Panretinal photocoagulation (PRP) performed for severe nonproliferative diabetic retinopathy (NPDR) and proliferative diabetic retinopathy (PDR) has been reported to cause alteration of blood-retinal barrier, ocular blood flow, and choroidal vasculature.[2],[3],[4] Studies have shown that PRP tends to increase the levels of cytokines and interleukins altering the macular perfusion.[5]

Thus, in our study, we aim to evaluate the effect of PRP on macular perfusion in eyes with PDR by comparing the vessel density (VD) and size of the FAZ in the superficial capillary plexus (SCP) and the DCP, before and after PRP.

   Subjects and Methods Top


This prospective interventional study was conducted at a tertiary eye care center in Southern India. The study was approved by the Institutional ethics committee. The study adhered to the tenets of the Declaration of Helsinki and patients signed a written informed consent before being included in the study. Treatment-naïve patients with Type II diabetes mellitus with clinical and angiographic evidence of PDR and who were willing to participate were included in the study from July 2019 to September 2019. Exclusion criteria were (a) eyes with diabetic macular edema (DME), defined as the central retinal thickness of >300 μ on spectral-domain-OCT (b) High-risk PDR defined as per the early treatment diabetic retinopathy study (ETDRS) protocol (c) hazy media due to cataract or vitreous hemorrhage impeding acceptable image quality (d) history of the previous treatment for DR including anti-vascular endothelial growth factors (VEGF), lasers, and vitrectomy (e) patients requiring fill-in PRP.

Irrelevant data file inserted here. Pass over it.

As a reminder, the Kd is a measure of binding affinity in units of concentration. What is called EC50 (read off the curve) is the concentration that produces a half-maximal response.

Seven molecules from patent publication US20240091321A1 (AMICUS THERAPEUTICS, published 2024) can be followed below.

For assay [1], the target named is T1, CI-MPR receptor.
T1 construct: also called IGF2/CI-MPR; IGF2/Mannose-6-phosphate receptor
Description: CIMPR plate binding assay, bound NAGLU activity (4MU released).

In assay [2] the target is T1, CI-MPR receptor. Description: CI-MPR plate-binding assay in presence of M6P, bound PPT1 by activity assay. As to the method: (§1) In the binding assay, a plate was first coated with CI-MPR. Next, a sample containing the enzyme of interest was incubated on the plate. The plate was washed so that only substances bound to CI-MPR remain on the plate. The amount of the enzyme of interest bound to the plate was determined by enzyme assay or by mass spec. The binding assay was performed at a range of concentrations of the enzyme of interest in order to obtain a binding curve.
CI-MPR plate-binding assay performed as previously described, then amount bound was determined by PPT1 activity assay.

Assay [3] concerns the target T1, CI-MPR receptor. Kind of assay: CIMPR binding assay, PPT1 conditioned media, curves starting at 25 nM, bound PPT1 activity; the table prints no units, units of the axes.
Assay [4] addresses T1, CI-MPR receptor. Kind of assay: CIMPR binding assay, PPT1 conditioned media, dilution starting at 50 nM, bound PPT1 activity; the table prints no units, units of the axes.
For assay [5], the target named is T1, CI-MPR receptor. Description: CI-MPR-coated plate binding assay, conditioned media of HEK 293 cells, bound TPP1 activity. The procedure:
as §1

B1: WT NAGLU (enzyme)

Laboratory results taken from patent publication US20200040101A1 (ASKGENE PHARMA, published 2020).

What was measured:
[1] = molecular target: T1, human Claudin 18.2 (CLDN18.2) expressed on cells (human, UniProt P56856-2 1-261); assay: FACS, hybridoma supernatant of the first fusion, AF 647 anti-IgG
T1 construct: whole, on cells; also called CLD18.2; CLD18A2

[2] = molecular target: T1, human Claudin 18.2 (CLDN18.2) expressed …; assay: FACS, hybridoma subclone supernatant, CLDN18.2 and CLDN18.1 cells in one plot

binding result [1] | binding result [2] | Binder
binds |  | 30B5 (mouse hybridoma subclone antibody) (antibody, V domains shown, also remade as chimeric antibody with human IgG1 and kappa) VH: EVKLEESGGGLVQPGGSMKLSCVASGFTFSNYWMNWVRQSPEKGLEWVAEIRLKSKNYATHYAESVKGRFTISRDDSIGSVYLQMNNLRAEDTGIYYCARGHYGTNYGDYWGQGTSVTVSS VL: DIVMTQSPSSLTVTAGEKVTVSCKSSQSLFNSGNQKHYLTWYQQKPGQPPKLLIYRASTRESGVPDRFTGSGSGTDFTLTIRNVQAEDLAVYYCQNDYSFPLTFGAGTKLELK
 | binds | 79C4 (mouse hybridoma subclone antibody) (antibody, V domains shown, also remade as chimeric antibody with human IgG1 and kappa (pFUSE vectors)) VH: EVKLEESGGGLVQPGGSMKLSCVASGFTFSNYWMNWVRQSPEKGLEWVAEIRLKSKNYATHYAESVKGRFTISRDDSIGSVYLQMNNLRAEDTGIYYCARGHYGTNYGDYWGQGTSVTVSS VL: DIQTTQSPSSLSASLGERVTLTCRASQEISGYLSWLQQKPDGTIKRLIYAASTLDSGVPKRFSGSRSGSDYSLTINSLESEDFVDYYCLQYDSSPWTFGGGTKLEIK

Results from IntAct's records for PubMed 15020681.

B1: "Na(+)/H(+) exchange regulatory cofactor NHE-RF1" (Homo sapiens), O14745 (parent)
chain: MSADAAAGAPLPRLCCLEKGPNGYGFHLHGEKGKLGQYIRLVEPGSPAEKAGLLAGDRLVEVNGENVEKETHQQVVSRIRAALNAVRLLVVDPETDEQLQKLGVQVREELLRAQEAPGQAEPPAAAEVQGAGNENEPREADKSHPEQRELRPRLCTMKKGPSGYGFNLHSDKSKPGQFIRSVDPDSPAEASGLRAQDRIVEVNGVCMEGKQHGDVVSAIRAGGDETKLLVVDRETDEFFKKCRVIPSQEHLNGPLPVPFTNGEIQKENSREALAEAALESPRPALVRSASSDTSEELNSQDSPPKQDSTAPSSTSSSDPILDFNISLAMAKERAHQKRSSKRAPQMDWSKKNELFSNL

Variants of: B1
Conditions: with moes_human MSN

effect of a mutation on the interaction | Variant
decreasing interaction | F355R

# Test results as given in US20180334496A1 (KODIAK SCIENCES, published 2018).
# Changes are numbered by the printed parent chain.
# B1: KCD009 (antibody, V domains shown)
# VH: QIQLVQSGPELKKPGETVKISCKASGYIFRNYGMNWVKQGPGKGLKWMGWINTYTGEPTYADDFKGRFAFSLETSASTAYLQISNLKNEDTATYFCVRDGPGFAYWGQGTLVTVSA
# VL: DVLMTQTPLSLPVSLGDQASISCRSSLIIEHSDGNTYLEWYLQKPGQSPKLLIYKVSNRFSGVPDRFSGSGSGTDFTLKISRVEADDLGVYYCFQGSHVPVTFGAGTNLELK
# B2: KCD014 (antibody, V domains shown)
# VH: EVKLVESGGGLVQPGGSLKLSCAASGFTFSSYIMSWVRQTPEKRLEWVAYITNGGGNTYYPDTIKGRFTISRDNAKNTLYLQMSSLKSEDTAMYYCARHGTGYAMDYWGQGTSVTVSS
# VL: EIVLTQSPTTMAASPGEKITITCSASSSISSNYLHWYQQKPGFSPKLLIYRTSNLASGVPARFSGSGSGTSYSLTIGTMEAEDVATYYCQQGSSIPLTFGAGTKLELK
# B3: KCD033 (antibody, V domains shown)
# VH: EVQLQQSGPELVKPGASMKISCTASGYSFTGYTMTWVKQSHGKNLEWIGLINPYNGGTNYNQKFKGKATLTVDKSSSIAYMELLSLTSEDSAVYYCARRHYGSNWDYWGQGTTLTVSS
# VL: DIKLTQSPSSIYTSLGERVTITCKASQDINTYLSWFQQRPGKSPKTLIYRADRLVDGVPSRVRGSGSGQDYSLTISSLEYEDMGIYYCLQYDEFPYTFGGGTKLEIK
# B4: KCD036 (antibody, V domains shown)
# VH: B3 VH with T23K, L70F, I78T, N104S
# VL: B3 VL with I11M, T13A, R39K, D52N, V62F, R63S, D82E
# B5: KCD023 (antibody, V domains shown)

Clinical assessment

All patients underwent a detailed ophthalmic evaluation which included best-corrected visual acuity (BCVA) using Snellen's chart recorded in the logarithm of the minimum angle of resolution units, intraocular pressure measurement using noncontact tonometer (Topcon CT-800), and fundus examination using indirect ophthalmoscope. Fundus fluorescein angiography (FFA) (Topcon TRC-50DX) was done to confirm and document the diagnosis of PDR in all the patients at baseline. Angiographic images were obtained using the Cirrus HD-OCT 5000 (Carl Zeiss Meditec, Inc., Dublin, CA) with AngioPlex software. To optimize image quality, patients were fully dilated and low-quality scans (due to blinking or significant motion artifact) were excluded and repeated until an acceptable image quality (signal strength >6) was achieved. In each eye, the inner retina was subdivided into two distinct layers: The superficial retinal capillary layer, located between the inner limiting membrane and the posterior boundary of the inner plexiform layer (IPL), and the deep retinal capillary layer, which comprises blood vessels between the posterior boundary of the IPL and the outer plexiform layer. A standard scan of 6 mm × 6 mm of the affected eyes was captured. The foveal region was outlined as a central circle with a 1 mm diameter and the parafoveal region, an annulus of 2.5 mm diameter surrounding it, according to ETDRS circles.[6] The parafoveal region was further segmented into superior, inferior, nasal, and temporal quadrants for both SCP and DCP in accordance with the ETDRS grid.[6] The VD defined as the percentage of the area occupied by vessels in the foveal and parafoveal region of SCP and DCP along with the FAZ of the DCP, were calculated using a customized algorithm in Matlab 2019a software (MathWorks, Inc., Natick, MA, USA) [Figure 1]. The FAZ for SCP, measured in mm2 was calculated by the built-in software present in the Cirrus HD-OCT AngioPlex. The central retinal thickness foveal (CRT-F) and central retinal thickness parafoveal (CRT-PF) divided into four quadrants of superior, inferior, temporal, and nasal were measured using the existing algorithm available on the Cirrus HD-OCT.